• the identity of the effective beneficiary of the payment overseas;
  • the operational capacity of the non-resident individual or legal entity performing the transaction; and
  • the payment of the respective price and receipt of the goods or services, or use of the right transacted.

Disguised distribution of profits: Domestic transactions between related parties are subject to disguised distribution of profits rules, which require assets and transactions to be valued at a level that is not excessively below market value. If the transaction is conducted for a value that is excessively below market value, the difference between the value attributed to the assets or transaction and the actual market value is imputed as a taxable gain to the seller. If the assets or transaction is overvalued, the excess will not be deductible for the buyer.

Market value is calculated based on prior recent negotiations involving the same asset, or recent negotiations involving similar assets, between parties that are not compelled to transact, or that benefit from the knowledge of circumstances that may influence the price determination. If such criteria cannot be used, the market value may be calculated based on expert appraisal.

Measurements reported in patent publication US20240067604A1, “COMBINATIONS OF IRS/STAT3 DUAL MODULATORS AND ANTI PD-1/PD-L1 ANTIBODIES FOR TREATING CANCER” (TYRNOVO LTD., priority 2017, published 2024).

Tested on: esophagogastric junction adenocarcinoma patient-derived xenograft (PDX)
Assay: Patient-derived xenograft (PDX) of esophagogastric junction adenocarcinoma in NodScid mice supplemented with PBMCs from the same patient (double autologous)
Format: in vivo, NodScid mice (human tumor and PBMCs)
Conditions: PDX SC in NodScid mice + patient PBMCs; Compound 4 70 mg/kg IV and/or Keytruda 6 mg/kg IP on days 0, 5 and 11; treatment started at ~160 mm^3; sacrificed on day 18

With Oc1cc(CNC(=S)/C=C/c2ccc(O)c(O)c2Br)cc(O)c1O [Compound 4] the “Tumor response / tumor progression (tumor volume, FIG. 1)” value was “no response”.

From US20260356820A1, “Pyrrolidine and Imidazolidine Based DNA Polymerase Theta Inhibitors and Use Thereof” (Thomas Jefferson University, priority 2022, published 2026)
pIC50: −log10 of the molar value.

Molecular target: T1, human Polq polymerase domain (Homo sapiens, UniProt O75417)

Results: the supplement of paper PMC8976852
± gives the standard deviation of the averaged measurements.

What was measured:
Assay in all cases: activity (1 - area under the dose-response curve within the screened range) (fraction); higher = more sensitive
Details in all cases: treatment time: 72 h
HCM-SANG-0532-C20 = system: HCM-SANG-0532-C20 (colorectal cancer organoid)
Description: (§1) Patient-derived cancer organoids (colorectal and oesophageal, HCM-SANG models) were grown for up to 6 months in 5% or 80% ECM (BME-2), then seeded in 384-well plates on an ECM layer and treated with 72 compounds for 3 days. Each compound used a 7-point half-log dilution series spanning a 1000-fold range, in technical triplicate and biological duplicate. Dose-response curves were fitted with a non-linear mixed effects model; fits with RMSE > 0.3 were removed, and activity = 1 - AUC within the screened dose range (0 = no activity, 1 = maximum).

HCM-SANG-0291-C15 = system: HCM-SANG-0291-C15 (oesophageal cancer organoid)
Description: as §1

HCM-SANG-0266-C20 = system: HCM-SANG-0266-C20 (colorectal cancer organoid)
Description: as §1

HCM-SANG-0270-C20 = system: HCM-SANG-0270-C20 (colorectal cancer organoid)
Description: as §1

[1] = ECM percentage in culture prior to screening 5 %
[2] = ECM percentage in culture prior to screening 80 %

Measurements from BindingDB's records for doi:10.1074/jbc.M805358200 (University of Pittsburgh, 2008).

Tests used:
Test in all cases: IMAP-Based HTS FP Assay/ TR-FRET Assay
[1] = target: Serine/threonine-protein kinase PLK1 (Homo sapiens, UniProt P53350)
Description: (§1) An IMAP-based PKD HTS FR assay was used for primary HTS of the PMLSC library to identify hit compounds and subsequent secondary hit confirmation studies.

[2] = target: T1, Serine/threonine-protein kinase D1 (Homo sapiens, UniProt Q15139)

Limitation on deductibility of losses: According to Brazilian law, net operating losses (NOLs) generated in a given period can be offset against taxable income for the following period, up to a cap of 30% of taxable income (ie, for each R$1.00 of income, R$0.70 must be subject to taxation, regardless of the amount of NOLs). Tax losses may be carried forward indefinitely.

For more information about this answer please contact: Henrique Lopes from Koury Lopes Advogados
5.4
Is a ruling process available for specific corporate tax issues or desired domestic or cross-border tax treatments?
 
Brazil
Taxpayers have the right to request a ruling from the tax authorities on the interpretation of the tax law, as applicable to any specific facts, under Article 46 of Federal Decree 70,235/72, which regulates administrative tax proceedings.

This tax ruling will remain effective until either the law changes or the taxpayer is notified that the ruling has been revoked due to a change in interpretation of the law. The tax authorities do not need court authorisation to revoke a ruling.

Specific rules apply regarding such administrative proceedings at the federal, state and municipal levels. Generally, however, a request cannot be filed if any tax procedure to investigate the subject of the request is pending or if its effects will be void if filed under such circumstances.

For more information about this answer please contact: Henrique Lopes from Koury Lopes Advogados
5.5
Is there a transfer pricing regime?
 
Brazil
The transfer pricing rules are designed to prevent Brazilian legal entities from avoiding tax by underpaying or overpaying related parties, parties domiciled in low tax jurisdictions or entities subject to a privileged tax regime.

The Brazilian transfer pricing rules apply to:

  • expenses incurred through the acquisition or import of assets, goods, services or rights;
  • revenues deriving from the export of goods, services or rights; and